Shibuya Toyoko Line I ended the work day with a study group and an expert guest where we discussed the Japanese legal system. Although there were some small signs of hope, I find that the more I learn about how things really work, the more pessimistic I get about causing actual change in Japan.

As I pondered the futility of revolutionary activities in Japan, I jogged to try to catch the train to connect to the commuter train for my 1.5 hr shlep back to my home. As I entered the station, I noticed an unusually large crowd of people on the platform.

The PA system announced a delay due to an accident. Japan has over 30,000 suicides a year (one of the highest rates in the world) and 800 or so of them as a result of “train accidents”. As I crammed myself into the standing-room-only train full of drunken businessmen, tired “office ladies” and shriveled old people, I thought about what kind of person might have jumped in front of the train this time.

As we approached the station where the accident occurred, the train came to a stop and the conductor apologized again for the delay. They shut down the motors as we waited and the everyone was silent and still. As I looked around at the tired people with their blank looks, it felt like we were all involuntarily mourning the death of another person in Japanese society who had to give up.

When I arrived at at my home train station, Mizuka was there to pick me up. I shared my depressing thoughts and she scolded me for being so down. When we got home, our dog Pookie yapped away and almost blew these thoughts away, but I decided to share them with you anyway.

10 Comments

First off change never happens over night and it's people like you fighting for change, again and again resulting in change! I bet if you would get a dollar from every life you have changed for the better trough your actions you would be a rich man.

there is always a good and bad side to almost everything. would it be better for one to kill himself than to be shooting everyone else? think about it.

it's getting really cold here in japan.

Darren, of course it's better to off yourself than go on a killing spree, especially in one of those crowded rush hour trains in Tokyo... But the Japanese, if I can group us all in one big stereotyped lump (and I know I can't...), are just not like that in general. Passive agressive is more the norm I'm afraid.


The question should be more of what drives them to the point of killing one self to begin with? Is it cultural? Is it part of the "saving face" aspect that we have? Or does religion have a lot to do with it considering Japan is pretty secular while, say, the US is far from it.


We are trying though. And with people like Joi working so hard to make positive changes, it will get better. Little by little I'm sure it'll get better :)



Suicide is difficult to understand unless you've been close to someone who has killed him/herself or tried it yourself. Both situations have to be humbling to say the very least. I'm not sure why the suicide rate is so high here in such an apparently wealthy country like Japan, but it surely is. I'm concerned because I'm raising a daughter here and I need to understand more than I do. A friend of mine killed himself in the US some years ago, and I never knew there was a problem until it was quite obviously too late. Afterwards, I was able to put some of the pieces together, but not beforehand and it never really made sense http://blogs.sun.com/jimgris/entry/suicide. And another friend here in Tokyo recently witnessed a suicide scene on the Yamanote line http://www.zuco.org/english/dead-in-yamanote-line/.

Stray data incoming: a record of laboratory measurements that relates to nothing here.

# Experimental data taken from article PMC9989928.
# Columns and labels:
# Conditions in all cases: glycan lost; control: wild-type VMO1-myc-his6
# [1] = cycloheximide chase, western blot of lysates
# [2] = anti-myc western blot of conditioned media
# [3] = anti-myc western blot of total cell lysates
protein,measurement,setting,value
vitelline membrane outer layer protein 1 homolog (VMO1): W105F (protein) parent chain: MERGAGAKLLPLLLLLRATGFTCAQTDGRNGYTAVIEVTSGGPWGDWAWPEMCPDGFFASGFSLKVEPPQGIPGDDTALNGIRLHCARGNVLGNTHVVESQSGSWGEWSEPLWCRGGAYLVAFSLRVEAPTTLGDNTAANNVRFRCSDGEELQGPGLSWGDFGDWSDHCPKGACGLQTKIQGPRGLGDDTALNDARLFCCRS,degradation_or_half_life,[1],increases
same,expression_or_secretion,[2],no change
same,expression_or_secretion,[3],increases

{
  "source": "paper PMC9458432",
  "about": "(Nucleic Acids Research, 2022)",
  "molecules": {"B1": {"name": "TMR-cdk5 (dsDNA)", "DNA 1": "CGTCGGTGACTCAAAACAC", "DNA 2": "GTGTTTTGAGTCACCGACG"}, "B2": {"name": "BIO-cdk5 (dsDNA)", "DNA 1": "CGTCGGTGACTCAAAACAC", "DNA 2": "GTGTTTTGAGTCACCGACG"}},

Actually Japan is not alone on this. During winter times, train services in some European countries are always disrupted too. They blame that on lack of sunshine.

I was told the high suicide rate in Japan has something to do with the culture of "pride" (saving face). It isn't necessary a bad thing. From the place I come from, corrupt politicians cling on to power shamelessly even after their dirty acts got out on national tv. Instead of jumping into tracks, they kill other people and blow up bodies hoping nobody would find out.

Life is about balance I guess. Keep up the good job.

Hi,
I read somewhere that in Japan, basic goods are the costliest in the world. Basic goods meaning Food, Education etc. I don't how costly housing is.
Does basic goods being costly make people kill themselves when they are no longer having a job.

A C,

Without even knowing much about Japan I have to disagree that basic goods could not be a major reason for these tragedies.

We have a lot of people in the developing world or in the under developed worlds living below poverty limits... sleeping on an empty stomach and still content with the bitterness of poverty.

Culture and other reasons beyond understanding play a bigger role.

Hi Joi.

This sometimes happens here in italy too. In five years this happend two times just in my small train path. I deal everyday with people full of depressing thougts, some of them go away, some remain.

We live without thinking to death, and when we run into someone who chosed to drop the faith we suddenly get in touch with fears. If we look to the fears we see our entire society falling down into pieces. If we find some bright sides we can stay here for another day.


Gunman Goes on Rampage at Nebraska Mall: Eight Killed

A 19-year-old man opened fire on Wednesday in a shopping mall
in Omaha, Nebraska, killing eight and wounding five people
before killing himself.

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